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11 Top Tips for your Spanish Summer Cycling Holiday

11 Top Tips for your Spanish Summer Cycling Holiday
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11 Top Tips for your Spanish Summer Cycling Holiday

Whilst it is true to say that summers in Spain are hot it is also true to say that you can still ride in these conditions, afterall, the local Spanish boys are out riding all summer long. So long as the right precautions are taken, hot-weather workouts may boost your performance if you’re training for an endurance event, such as a triathlon or some other weekend warrior cycling event. Research has indicated that hot-weather training may even eclipse high-altitude training when it comes to enhancing your performance.

Here’s my 11 Top Tips to sweat it out safely.

  1. Hydration, Hydration, Hydration. After a good nights sleep we all wake up slightly de-hydrated (check the colour of your pee on your first wee of the day). So the most important thing to do to start the day is to drink. However, don’t just flood your body with water as this can slush out all the salts in your body. I’ll have tea/coffee 2-3 mugs full, fresh juice, water &/or isotonic drinks. Try to consume 1.5-2 litres before you go out, even better is enough to have a clear pee before you go out. Don’t stop drinking once you get out on the bike. You should be drinking 1x800ml bidon per 30-40 minutes on the bike. Take two bottles one filled with electrolyte/isotonic/sports energy drink and the other just water (very handy for tipping over your head or down your back to cool off)
  2. Don’t go to hard to soon. The first few days of your trip you’ll need to acclimatise to the heat so choose shorter less intensive rides to start with.
  3. It’s all about the Siesta! Get up and go out riding early. Unlike northern Europe the temperatures do not abate in the late afternoon, generally it will stay hot until night fall with the temperatures reaching their peak around 1-2pm. So get up and go out at dawn. Ride in the cooler part of the day and your body will adapt as the temperatures rise during the morning. After you ride hydrate, eat & sleep. Try to drink 1-2 more bidons 800ml bottles of liquids (again not just water) before you start on the beer and wine. I would recommend starting between 7-8am and plan to get back between noon & 1pm, afterall 5 hours riding in the sunshine should be enough for most of us.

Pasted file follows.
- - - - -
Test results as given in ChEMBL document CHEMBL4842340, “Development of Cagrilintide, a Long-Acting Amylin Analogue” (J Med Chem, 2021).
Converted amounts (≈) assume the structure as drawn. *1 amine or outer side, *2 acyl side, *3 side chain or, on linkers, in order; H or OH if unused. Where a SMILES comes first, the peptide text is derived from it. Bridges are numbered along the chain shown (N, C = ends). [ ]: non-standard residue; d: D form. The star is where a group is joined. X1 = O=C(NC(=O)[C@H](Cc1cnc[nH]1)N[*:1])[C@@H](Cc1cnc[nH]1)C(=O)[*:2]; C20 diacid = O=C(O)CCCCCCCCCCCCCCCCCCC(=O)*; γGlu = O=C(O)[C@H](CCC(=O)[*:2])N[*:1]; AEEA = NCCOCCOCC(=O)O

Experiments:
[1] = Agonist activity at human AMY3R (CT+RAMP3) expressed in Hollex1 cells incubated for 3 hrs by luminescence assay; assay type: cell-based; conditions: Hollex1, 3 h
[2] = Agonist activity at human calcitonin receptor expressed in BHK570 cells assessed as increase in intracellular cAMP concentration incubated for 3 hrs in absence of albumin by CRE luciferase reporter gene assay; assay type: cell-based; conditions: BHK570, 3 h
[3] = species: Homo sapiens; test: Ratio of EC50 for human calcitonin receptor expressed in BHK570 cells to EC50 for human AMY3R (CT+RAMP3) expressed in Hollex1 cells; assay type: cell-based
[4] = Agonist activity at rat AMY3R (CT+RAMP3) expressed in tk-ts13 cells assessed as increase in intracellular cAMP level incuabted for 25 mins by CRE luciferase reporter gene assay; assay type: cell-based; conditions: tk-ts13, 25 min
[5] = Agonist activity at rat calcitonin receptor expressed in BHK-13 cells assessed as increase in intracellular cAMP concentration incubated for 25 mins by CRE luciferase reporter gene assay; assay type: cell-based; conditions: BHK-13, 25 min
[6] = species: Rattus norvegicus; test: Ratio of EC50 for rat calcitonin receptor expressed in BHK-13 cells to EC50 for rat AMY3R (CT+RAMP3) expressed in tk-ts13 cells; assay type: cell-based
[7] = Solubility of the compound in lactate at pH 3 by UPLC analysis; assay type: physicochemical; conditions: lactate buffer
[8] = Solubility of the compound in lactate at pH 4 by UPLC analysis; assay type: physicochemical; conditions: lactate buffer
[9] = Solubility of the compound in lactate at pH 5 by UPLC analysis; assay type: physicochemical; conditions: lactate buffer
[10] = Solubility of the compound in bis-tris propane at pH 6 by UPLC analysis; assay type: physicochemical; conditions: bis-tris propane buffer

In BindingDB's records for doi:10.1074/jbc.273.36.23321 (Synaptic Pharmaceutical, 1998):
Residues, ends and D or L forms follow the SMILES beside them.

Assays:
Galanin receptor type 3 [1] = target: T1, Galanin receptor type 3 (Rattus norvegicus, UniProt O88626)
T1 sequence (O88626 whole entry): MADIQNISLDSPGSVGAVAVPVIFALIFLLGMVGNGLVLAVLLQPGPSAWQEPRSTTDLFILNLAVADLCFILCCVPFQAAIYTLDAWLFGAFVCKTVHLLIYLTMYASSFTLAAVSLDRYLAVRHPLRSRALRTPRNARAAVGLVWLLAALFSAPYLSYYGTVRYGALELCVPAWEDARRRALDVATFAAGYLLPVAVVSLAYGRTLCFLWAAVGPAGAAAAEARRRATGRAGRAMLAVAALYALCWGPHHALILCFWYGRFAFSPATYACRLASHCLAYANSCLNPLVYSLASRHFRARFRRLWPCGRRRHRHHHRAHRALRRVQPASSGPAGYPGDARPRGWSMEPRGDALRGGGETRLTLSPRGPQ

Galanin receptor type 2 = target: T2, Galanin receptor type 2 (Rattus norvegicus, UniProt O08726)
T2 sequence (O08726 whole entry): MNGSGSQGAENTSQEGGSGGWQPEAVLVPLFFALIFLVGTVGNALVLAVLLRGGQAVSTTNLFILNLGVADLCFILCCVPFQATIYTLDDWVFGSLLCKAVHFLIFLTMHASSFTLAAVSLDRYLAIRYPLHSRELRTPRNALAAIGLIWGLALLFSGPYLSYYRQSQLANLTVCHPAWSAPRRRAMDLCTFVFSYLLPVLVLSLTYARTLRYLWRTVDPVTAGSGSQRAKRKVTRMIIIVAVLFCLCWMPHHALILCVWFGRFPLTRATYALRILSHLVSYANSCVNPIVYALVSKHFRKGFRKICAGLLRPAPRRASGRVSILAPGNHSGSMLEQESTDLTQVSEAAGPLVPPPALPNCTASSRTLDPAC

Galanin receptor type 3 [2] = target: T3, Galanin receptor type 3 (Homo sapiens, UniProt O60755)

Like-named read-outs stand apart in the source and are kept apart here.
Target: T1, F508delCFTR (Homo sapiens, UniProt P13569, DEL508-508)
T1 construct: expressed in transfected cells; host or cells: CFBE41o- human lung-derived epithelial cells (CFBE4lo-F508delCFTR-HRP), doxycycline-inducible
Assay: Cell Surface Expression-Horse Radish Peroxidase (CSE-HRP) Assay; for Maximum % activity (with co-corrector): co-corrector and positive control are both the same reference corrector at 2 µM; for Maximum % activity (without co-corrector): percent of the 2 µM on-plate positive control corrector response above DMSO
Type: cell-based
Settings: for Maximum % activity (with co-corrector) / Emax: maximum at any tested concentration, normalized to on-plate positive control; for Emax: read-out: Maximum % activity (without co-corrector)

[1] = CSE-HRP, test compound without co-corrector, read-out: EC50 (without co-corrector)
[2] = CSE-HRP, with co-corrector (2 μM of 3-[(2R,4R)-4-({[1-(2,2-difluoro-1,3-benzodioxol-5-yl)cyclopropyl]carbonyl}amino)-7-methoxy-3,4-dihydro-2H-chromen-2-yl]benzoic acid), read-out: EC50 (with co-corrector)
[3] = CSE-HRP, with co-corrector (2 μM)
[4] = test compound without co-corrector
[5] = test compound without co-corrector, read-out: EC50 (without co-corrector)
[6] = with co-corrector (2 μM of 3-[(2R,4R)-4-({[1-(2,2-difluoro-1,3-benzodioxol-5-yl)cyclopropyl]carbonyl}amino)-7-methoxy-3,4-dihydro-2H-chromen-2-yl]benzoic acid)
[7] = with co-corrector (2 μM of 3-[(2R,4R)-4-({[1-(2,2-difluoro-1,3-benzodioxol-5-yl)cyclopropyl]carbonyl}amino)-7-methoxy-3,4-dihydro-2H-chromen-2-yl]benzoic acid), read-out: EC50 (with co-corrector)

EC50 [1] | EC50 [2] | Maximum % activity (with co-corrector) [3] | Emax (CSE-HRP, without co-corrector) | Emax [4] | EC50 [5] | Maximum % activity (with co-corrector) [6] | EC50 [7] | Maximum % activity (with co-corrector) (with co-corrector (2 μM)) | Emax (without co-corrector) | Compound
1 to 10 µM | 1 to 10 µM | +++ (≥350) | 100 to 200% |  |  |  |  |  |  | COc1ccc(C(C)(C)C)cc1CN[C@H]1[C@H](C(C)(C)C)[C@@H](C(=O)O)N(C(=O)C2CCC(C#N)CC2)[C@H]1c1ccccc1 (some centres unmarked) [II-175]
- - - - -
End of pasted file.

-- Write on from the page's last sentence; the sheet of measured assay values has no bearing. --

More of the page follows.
4. Protect yourself. Apply a high factor sun cream to stop getting sun burnt. Trust me it is not pleasant having to ride the next day with sun burnt arms, so cover up. If you are prone to burning, I am, then you may even consider wearing long sleeve cotton tops to start off with. A cotton buff for the neck is good too as you can always soak this in water to keep cool.
  5. Slow down. When the temperatures are high, don’t expect to go out and set a personal record! Don’t try to ride the same pace as you do at home in cooler climes. Be careful about trying to keep up with friends who are more fit or have a higher tolerance for heat. Just accept you are going to be slower in the heat.
  6. Plan your route. Key to a successful day riding in the heat is not only knowing your route, knowing a few short cuts home and knowing where the next village/town/petrol station is for picking up extra supplies. If you make a stop for refreshments ALWAYS fill up your bottles even if you are only 10k from home NEVER ride empty. If you have a mechanical & you are out longer than you expected you’ll need that water. CHECK water levels everytime you pass a place to fill up. Better to have too much than be wanting extra! Let some one know where you are going and how long you expect to be arrange to call them when you stop for refreshments so they know how you are getting on.
  7. Keep a cool head. We all have to wear a helmet even if it is 40 degrees. Take a spare cotton buff to soak in water and wear on your head. Also when you stop for refreshments or to wait for fellow riders take your helmet off so your head can cool down.
  8. Be sensible & listen to your body. If you feel unwell you need to get inside or in the shade as soon as possible. If you don’t feel up to it in the morning, don’t go. Best to ride another day!
  9. Maintain your bike. A well maintained bike is less likely to cause you problems when out riding, this is especially important when it is hot. You don’t want to be walking home, waiting to be picked up or trying to repair your bike in the blazing heat.
  10. Never ride alone. If you are unfamiliar with the area get a guide, they’ll take you on the best routes, know where to get water and generally keep you safe! If you fall off, when riding alone it could be disasterous, least your ride companion/guide can get help if it is needed.
  11. Salt. The body can not naturally produce salt, so whilst riding in the heat add salt to your diet/food or take salt tablets to replace all the salts that you have lost through sweating

There are health benefits and hazards to riding in the heat but if you are well prepared, have a plan and sensible then there is no real reason not to go out and enjoy the sunshine!

Stay safe and enjoy the ride!



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